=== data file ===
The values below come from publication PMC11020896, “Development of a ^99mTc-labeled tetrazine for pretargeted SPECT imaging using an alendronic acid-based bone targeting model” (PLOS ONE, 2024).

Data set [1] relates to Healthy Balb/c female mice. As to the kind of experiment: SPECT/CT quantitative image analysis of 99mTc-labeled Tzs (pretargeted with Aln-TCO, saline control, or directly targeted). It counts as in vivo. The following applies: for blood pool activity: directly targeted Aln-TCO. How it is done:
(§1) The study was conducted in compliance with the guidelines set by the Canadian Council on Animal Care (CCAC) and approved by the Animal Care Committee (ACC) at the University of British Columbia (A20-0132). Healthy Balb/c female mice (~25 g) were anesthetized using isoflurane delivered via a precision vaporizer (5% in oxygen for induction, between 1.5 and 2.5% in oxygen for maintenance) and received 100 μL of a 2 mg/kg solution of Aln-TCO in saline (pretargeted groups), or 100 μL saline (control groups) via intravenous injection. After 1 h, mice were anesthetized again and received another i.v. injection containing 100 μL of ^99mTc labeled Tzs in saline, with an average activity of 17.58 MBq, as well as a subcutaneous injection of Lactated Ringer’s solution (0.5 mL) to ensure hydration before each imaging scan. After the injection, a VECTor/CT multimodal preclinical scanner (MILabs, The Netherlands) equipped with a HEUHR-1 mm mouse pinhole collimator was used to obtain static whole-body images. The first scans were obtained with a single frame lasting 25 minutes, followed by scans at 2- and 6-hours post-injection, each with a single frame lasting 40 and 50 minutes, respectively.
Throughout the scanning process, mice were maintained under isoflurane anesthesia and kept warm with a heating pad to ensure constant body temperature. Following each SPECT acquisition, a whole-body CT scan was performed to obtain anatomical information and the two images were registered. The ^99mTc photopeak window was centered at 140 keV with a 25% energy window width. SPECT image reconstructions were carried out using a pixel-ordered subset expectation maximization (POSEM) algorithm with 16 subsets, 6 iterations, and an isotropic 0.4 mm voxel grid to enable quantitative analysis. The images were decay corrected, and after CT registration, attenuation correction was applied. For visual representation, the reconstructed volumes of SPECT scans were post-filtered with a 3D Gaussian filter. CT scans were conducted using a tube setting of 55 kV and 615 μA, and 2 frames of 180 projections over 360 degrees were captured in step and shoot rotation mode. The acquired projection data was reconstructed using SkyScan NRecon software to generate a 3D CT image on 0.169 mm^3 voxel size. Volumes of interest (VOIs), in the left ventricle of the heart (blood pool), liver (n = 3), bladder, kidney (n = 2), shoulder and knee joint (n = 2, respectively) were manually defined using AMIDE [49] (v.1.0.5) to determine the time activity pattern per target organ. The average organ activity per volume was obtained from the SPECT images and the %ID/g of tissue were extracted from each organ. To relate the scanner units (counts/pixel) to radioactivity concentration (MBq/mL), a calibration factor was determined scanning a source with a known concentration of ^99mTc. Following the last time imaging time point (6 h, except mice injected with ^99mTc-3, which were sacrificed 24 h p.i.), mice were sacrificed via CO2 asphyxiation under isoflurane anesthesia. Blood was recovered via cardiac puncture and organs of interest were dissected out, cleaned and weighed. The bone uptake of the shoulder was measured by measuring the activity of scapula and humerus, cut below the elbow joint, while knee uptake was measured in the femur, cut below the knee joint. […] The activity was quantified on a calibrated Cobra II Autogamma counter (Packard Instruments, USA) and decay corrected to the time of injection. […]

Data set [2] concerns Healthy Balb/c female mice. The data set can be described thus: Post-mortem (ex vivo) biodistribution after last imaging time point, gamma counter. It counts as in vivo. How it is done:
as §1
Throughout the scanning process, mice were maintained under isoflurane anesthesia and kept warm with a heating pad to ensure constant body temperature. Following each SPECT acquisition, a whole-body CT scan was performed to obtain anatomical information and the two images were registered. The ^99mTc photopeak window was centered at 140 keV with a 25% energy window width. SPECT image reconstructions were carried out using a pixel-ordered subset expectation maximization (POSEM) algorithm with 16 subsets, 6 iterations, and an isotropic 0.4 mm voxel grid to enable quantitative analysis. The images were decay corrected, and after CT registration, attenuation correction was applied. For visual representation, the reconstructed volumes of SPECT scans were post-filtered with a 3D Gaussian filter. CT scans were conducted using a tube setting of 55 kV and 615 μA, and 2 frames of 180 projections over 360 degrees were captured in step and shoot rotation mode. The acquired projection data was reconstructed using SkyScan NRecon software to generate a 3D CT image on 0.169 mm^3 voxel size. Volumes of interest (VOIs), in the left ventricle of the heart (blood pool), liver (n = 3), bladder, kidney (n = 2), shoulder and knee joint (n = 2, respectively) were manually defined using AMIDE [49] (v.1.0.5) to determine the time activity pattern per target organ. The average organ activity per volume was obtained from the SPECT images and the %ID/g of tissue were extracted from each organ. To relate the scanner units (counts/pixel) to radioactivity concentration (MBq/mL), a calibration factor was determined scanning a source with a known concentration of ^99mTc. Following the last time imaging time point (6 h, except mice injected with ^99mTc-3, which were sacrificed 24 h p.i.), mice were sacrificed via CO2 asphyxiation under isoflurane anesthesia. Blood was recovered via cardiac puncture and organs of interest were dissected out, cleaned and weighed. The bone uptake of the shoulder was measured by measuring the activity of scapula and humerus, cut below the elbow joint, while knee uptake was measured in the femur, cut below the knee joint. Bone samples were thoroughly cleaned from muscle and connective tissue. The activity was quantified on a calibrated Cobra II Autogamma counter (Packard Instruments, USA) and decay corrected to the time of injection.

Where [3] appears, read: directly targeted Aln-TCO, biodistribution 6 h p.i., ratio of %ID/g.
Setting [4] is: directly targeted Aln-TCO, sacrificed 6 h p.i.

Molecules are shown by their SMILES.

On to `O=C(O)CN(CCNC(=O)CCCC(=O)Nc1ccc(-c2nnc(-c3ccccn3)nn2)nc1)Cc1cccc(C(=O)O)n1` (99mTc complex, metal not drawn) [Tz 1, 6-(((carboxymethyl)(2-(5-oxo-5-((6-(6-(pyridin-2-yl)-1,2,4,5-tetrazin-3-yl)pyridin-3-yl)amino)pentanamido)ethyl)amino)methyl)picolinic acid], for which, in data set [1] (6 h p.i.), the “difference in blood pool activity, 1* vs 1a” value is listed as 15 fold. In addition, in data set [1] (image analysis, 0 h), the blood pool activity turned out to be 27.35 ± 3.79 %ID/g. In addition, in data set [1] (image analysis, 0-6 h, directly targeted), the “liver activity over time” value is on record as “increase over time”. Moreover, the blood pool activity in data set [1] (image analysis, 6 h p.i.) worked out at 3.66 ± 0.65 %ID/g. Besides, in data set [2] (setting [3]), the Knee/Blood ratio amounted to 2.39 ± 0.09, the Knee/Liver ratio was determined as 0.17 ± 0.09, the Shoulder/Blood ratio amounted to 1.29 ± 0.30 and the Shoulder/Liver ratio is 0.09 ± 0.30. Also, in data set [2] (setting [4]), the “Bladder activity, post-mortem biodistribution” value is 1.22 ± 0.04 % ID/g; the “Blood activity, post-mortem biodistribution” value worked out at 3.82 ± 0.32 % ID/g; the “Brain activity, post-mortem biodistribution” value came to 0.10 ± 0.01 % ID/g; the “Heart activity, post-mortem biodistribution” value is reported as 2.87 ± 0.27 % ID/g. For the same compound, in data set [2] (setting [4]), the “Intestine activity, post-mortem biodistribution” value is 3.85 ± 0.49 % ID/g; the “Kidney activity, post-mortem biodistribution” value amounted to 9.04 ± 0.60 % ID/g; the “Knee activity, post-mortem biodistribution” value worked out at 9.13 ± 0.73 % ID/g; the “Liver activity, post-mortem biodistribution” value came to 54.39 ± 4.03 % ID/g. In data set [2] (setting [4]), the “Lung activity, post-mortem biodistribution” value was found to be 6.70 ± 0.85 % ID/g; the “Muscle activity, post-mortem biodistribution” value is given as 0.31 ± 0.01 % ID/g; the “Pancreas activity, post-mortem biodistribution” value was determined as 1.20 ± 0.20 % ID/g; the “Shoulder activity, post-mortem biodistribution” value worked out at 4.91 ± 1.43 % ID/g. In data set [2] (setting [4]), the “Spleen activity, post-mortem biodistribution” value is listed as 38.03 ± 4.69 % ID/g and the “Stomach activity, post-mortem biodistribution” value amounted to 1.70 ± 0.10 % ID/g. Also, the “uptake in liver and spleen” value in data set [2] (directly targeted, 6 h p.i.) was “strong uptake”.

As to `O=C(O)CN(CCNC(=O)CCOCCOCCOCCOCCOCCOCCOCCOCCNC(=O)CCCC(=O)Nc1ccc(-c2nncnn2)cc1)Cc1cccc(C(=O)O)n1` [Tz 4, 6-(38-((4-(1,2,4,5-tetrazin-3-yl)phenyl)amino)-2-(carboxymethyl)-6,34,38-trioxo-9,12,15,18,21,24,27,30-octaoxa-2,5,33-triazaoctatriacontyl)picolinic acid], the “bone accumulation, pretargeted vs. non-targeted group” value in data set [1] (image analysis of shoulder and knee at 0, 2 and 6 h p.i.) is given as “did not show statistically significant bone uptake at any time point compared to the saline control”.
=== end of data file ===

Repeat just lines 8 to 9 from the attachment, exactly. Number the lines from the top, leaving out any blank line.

Where [3] appears, read: directly targeted Aln-TCO, biodistribution 6 h p.i., ratio of %ID/g.
Setting [4] is: directly targeted Aln-TCO, sacrificed 6 h p.i.